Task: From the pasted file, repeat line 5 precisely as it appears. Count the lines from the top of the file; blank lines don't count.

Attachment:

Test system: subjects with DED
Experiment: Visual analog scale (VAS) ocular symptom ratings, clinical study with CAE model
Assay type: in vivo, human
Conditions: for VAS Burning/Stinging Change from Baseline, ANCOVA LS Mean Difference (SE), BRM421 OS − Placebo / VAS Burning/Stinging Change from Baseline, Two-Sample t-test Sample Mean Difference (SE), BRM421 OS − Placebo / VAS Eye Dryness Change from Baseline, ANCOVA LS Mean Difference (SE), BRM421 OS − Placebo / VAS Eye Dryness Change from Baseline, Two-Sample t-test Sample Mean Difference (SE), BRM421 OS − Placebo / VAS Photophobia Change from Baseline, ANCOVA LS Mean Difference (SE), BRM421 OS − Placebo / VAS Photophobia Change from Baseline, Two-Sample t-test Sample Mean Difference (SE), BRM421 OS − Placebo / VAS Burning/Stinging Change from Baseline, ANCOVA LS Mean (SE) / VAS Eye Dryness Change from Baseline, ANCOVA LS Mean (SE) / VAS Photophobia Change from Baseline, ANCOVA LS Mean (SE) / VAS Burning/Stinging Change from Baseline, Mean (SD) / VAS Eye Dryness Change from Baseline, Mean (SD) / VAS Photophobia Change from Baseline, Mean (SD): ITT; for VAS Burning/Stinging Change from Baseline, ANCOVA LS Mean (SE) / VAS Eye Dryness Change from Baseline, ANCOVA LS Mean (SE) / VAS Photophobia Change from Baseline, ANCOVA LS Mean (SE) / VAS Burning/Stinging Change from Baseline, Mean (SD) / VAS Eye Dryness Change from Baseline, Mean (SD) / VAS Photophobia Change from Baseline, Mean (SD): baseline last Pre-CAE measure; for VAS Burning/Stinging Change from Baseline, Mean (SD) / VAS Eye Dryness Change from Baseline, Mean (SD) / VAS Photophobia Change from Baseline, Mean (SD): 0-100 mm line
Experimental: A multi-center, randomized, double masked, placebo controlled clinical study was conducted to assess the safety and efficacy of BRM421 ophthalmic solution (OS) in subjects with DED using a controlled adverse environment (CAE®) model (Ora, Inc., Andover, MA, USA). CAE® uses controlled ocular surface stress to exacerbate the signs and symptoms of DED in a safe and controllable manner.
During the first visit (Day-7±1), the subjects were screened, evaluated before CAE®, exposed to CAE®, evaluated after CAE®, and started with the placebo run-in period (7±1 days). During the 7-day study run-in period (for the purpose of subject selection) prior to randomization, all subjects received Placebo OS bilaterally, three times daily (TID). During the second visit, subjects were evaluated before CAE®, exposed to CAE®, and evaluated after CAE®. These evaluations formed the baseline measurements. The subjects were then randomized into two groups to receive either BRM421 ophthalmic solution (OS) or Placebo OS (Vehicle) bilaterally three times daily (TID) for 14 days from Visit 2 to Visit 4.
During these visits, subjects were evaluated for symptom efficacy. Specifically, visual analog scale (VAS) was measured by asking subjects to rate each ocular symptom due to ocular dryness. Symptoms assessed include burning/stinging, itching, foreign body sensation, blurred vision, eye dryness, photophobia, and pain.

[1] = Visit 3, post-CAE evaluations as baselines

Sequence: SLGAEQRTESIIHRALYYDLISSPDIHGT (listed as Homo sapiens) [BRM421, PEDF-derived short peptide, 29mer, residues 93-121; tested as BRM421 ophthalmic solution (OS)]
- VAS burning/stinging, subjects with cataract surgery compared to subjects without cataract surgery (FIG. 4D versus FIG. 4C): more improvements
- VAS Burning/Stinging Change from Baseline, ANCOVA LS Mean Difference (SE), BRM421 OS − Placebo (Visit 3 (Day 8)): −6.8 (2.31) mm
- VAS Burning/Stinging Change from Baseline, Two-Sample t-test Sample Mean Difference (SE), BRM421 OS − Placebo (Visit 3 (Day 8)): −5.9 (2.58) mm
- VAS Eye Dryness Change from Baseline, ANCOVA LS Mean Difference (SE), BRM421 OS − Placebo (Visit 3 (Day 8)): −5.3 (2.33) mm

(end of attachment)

Experimental: A multi-center, randomized, double masked, placebo controlled clinical study was conducted to assess the safety and efficacy of BRM421 ophthalmic solution (OS) in subjects with DED using a controlled adverse environment (CAE®) model (Ora, Inc., Andover, MA, USA). CAE® uses controlled ocular surface stress to exacerbate the signs and symptoms of DED in a safe and controllable manner.